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Cluster

Stability: 1 - Experimental

A single instance of Node runs in a single thread. To take advantage of multi-core systems the user will sometimes want to launch a cluster of Node processes to handle the load.

The cluster module allows you to easily create child processes that all share server ports.

var cluster = require('cluster');
var http = require('http');
var numCPUs = require('os').cpus().length;

if (cluster.isMaster) {
  // Fork workers.
  for (var i = 0; i < numCPUs; i++) {
    cluster.fork();
  }

  cluster.on('exit', function(worker, code, signal) {
    console.log('worker ' + worker.process.pid + ' died');
  });
} else {
  // Workers can share any TCP connection
  // In this case its a HTTP server
  http.createServer(function(req, res) {
    res.writeHead(200);
    res.end("hello world\n");
  }).listen(8000);
}

Running node will now share port 8000 between the workers:

% NODE_DEBUG=cluster node server.js
23521,Master Worker 23524 online
23521,Master Worker 23526 online
23521,Master Worker 23523 online
23521,Master Worker 23528 online

This feature was introduced recently, and may change in future versions. Please try it out and provide feedback.

Also note that, on Windows, it is not yet possible to set up a named pipe server in a worker.

How It Works

The worker processes are spawned using the child_process.fork method, so that they can communicate with the parent via IPC and pass server handles back and forth.

The cluster module supports two methods of distributing incoming connections.

The first one (and the default one on all platforms except Windows), is the round-robin approach, where the master process listens on a port, accepts new connections and distributes them across the workers in a round-robin fashion, with some built-in smarts to avoid overloading a worker process.

The second approach is where the master process creates the listen socket and sends it to interested workers. The workers then accept incoming connections directly.

The second approach should, in theory, give the best performance. In practice however, distribution tends to be very unbalanced due to operating system scheduler vagaries. Loads have been observed where over 70% of all connections ended up in just two processes, out of a total of eight.

Because server.listen() hands off most of the work to the master process, there are three cases where the behavior between a normal node.js process and a cluster worker differs:

  1. server.listen({fd: 7}) Because the message is passed to the master, file descriptor 7 in the parent will be listened on, and the handle passed to the worker, rather than listening to the worker's idea of what the number 7 file descriptor references.
  2. server.listen(handle) Listening on handles explicitly will cause the worker to use the supplied handle, rather than talk to the master process. If the worker already has the handle, then it's presumed that you know what you are doing.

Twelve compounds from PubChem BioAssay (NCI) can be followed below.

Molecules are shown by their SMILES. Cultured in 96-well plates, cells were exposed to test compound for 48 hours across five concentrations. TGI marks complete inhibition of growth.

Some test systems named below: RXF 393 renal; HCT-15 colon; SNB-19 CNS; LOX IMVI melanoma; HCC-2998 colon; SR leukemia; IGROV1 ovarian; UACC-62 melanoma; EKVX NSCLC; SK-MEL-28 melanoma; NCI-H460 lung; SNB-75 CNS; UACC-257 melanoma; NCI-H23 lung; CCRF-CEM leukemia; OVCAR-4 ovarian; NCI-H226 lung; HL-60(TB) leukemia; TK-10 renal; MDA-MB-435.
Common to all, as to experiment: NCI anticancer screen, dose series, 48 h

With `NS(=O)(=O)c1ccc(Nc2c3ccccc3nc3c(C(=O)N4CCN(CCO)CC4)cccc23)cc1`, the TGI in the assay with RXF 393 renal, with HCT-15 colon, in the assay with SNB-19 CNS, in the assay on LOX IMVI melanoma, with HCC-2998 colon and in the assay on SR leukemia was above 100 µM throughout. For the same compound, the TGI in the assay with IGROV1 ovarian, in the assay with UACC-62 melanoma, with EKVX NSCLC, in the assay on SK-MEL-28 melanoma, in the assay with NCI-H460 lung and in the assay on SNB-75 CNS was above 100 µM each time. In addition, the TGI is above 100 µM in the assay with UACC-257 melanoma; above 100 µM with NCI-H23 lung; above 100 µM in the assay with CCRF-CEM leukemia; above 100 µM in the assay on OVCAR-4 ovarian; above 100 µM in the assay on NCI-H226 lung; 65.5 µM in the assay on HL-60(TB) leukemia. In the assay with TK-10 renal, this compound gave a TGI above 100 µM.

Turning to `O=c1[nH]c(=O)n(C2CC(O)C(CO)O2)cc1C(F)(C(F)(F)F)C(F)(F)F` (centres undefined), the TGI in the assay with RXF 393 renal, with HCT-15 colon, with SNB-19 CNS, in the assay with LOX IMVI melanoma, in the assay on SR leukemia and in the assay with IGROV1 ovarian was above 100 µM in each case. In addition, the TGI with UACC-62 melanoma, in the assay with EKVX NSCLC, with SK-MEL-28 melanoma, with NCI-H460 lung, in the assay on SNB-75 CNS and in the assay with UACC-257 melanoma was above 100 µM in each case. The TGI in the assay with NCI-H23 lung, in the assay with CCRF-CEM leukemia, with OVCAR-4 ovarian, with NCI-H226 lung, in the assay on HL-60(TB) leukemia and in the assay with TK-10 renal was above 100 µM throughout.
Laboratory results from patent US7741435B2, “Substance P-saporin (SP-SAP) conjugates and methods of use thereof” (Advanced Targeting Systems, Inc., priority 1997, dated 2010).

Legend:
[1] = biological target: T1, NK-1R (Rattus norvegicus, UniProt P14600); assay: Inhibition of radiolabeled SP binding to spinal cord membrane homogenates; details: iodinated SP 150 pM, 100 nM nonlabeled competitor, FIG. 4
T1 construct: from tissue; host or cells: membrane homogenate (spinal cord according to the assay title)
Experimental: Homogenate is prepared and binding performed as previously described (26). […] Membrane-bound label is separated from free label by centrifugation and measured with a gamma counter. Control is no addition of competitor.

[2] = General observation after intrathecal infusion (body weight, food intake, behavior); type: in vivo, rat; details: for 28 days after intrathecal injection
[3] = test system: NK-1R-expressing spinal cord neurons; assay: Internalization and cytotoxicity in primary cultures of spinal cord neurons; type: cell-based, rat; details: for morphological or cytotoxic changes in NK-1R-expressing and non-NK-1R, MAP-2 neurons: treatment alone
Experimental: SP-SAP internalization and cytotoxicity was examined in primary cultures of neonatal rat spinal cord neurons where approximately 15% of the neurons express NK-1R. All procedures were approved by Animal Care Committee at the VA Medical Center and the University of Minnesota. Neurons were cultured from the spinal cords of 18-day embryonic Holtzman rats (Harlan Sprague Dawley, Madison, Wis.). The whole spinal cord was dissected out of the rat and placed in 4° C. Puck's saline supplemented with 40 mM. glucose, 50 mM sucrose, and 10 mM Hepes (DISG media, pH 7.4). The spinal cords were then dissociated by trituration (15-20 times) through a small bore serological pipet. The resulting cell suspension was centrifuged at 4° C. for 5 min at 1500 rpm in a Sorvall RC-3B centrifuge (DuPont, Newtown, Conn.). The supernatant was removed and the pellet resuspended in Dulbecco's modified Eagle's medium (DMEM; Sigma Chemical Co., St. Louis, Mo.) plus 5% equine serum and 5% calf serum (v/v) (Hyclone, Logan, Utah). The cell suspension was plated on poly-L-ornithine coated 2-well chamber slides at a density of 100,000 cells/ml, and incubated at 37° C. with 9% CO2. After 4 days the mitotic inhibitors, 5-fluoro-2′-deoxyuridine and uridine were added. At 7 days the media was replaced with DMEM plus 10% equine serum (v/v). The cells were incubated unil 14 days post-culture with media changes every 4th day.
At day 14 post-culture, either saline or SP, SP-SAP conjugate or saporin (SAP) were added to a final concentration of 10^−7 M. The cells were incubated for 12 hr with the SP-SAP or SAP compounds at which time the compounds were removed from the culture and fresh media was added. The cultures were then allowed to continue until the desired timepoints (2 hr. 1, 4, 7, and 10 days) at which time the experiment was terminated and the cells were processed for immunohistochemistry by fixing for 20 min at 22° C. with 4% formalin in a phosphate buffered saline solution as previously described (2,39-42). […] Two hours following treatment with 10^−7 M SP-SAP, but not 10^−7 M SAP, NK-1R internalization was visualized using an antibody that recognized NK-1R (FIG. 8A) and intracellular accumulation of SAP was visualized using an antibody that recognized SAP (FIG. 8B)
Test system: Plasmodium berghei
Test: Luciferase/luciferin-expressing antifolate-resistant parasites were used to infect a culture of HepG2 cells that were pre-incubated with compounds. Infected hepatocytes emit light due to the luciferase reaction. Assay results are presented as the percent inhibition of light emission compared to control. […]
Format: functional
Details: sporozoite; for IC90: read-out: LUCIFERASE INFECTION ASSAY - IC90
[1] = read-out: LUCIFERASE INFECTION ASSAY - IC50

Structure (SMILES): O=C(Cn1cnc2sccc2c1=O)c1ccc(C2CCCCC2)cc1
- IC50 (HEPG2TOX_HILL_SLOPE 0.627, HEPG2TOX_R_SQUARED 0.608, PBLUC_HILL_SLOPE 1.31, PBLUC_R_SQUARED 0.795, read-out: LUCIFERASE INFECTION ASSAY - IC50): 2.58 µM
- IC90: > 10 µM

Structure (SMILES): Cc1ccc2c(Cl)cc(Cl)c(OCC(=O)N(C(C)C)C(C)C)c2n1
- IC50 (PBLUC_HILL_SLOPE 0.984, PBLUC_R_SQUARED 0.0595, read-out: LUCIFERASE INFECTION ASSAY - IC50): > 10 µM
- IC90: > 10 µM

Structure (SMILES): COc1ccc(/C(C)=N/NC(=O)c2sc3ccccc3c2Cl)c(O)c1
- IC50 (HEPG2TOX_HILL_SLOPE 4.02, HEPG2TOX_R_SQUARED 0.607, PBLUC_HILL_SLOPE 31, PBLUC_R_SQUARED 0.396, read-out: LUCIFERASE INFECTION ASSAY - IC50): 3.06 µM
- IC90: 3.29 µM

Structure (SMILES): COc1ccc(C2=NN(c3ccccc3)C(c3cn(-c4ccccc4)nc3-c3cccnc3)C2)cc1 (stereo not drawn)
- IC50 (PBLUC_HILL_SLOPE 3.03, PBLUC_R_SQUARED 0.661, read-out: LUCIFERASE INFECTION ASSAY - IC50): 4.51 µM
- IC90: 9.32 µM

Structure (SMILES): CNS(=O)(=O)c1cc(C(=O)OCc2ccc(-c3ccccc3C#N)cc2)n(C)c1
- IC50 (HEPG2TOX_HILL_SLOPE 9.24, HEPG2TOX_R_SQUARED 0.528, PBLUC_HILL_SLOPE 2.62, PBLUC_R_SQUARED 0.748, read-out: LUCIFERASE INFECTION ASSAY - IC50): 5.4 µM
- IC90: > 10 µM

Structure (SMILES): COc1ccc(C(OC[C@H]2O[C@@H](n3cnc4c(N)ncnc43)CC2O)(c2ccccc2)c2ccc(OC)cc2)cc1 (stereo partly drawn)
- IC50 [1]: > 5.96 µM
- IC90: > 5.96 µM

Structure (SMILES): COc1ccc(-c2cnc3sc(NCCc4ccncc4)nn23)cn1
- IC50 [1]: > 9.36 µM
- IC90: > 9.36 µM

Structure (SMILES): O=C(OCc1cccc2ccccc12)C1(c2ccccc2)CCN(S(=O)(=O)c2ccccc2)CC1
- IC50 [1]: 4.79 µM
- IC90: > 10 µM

3. server.listen(0) Normally, this will cause servers to listen on a random port. However, in a cluster, each worker will receive the same "random" port each time they do listen(0). In essence, the port is random the first time, but predictable thereafter. If you want to listen on a unique port, generate a port number based on the cluster worker ID.

There is no routing logic in Node.js, or in your program, and no shared state between the workers. Therefore, it is important to design your program such that it does not rely too heavily on in-memory data objects for things like sessions and login.

Because workers are all separate processes, they can be killed or re-spawned depending on your program's needs, without affecting other workers. As long as there are some workers still alive, the server will continue to accept connections. Node does not automatically manage the number of workers for you, however. It is your responsibility to manage the worker pool for your application's needs.

cluster.schedulingPolicy

The scheduling policy, either cluster.SCHED_RR for round-robin or cluster.SCHED_NONE to leave it to the operating system. This is a global setting and effectively frozen once you spawn the first worker or call cluster.setupMaster(), whatever comes first.

SCHED_RR is the default on all operating systems except Windows. Windows will change to SCHED_RR once libuv is able to effectively distribute IOCP handles without incurring a large performance hit.

cluster.schedulingPolicy can also be set through the NODE_CLUSTER_SCHED_POLICY environment variable. Valid values are "rr" and "none".

cluster.settings

  • {Object}
    • exec {String} file path to worker file. (Default=process.argv[1])
    • args {Array} string arguments passed to worker. (Default=process.argv.slice(2))
    • silent {Boolean} whether or not to send output to parent's stdio. (Default=false)

After calling .setupMaster() (or .fork()) this settings object will contain the settings, including the default values.

It is effectively frozen after being set, because .setupMaster() can only be called once.

This object is not supposed to be changed or set manually, by you.

cluster.isMaster

  • {Boolean}

True if the process is a master. This is determined by the process.env.NODE_UNIQUE_ID. If process.env.NODE_UNIQUE_ID is undefined, then isMaster is true.

cluster.isWorker

  • {Boolean}

True if the process is not a master (it is the negation of cluster.isMaster).

Event: 'fork'

  • worker {Worker object}

When a new worker is forked the cluster module will emit a 'fork' event. This can be used to log worker activity, and create you own timeout.

var timeouts = [];
function errorMsg() {
  console.error("Something must be wrong with the connection ...");
}

cluster.on('fork', function(worker) {
  timeouts[worker.id] = setTimeout(errorMsg, 2000);
});